A browse of various hashtags related to child modeling on Instagram reveals that many parents may be taking advantage of their children’s natural beauty all in the name of fashion. Today, several investigative journalists revealed that child modeling has become an extremely-profitable, shady business on Instagram.
In fact, a brand director for Pantene has even discussed the ways in which she will research across Instagram for children that may work well in commercials. One such case involves Baby Chanco, an Instagram-phenom who was born with a full head of hair.
Once Yoshiaki Okura, the afore-mentioned brand director, stumbled across the profile of this admittedly-adorable child, she was determined to use the child’s face for a variety of multimedia advertisements.
She expressed her intentions when she stated, “When I saw Baby Chanco, I was really surprised. You know, I’ve honestly never seen such kind of baby to have such unique, thick hair.”
Chanco’s full head of hair resulted in him becoming the face of Pantene in Japan, but his sudden rise to fame has left parents and psychologists shaking their heads. With the digital age being so new, it is extremely difficult to understand any difficulties that this fame may cause in the child’s life.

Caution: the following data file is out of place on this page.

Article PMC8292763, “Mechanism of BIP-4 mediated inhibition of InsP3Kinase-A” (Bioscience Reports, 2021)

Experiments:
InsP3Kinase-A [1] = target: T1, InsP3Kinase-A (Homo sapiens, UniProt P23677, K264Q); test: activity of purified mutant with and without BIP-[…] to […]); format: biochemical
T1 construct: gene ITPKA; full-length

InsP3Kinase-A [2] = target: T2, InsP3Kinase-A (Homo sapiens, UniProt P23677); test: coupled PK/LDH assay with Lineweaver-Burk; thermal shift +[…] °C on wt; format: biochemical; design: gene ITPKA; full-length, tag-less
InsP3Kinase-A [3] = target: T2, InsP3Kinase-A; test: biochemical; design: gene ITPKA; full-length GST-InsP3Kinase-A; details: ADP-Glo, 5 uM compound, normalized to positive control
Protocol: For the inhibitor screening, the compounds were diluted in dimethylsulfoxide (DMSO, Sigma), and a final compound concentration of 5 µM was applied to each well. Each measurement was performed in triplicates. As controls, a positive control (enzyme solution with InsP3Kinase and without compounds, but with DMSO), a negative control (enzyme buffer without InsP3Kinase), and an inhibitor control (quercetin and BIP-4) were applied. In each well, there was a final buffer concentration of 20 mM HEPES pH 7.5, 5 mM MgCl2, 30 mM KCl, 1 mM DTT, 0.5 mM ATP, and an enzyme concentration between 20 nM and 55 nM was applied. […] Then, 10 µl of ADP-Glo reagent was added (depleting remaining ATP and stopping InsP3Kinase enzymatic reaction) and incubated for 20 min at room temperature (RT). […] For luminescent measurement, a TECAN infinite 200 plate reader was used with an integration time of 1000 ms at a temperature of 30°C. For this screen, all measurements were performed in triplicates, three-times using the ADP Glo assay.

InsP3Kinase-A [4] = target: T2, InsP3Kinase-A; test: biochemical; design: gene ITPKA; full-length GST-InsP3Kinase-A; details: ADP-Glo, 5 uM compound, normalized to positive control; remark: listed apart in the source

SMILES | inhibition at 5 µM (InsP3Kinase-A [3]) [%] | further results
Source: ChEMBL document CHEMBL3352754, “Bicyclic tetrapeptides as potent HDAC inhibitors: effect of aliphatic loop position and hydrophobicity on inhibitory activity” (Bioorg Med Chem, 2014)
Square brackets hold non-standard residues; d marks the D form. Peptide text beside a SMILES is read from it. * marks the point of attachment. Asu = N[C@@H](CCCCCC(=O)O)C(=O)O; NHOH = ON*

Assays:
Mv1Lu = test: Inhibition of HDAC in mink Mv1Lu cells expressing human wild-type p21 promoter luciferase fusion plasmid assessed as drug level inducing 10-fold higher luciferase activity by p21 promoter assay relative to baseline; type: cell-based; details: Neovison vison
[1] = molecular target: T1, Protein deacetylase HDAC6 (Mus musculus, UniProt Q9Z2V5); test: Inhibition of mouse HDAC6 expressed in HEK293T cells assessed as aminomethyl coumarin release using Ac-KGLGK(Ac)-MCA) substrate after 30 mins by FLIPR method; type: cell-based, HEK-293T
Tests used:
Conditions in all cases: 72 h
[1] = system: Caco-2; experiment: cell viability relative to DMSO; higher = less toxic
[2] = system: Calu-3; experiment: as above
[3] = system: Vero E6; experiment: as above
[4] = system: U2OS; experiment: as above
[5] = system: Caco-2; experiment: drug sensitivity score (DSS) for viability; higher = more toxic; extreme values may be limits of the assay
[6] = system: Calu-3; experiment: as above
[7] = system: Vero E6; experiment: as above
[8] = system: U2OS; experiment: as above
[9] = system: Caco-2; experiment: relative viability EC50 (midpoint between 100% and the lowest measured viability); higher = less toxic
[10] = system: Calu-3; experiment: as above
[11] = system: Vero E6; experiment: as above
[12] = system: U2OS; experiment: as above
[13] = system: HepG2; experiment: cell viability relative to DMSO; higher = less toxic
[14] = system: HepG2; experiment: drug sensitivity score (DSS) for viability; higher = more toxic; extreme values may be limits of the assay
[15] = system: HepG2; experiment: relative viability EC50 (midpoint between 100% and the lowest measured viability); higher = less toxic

As a result, many psychologists have expressed worry over the number of parents who may begin attempting to gain fame by forcing their children to model. Millennials have even termed these parents as “momagers” since they act as micromanagers in their children’s’ lives. Social media, and Instagram specifically, has become the prime tool for parents who believe that their kids have what it takes to make it big.
Over the next several years, experts are interested to observe the effects that this early introduction to the toxic effects of social media may have on children. Another factor that many have not accounted for is the rise of sexual predators across social media and the ways in which this may make their children more accessible to these dangerous criminals.
It’s impossible to tell who may be creeping through these innocent children photos, and psychologists are wary of the plethora of risks surrounding this undertaking.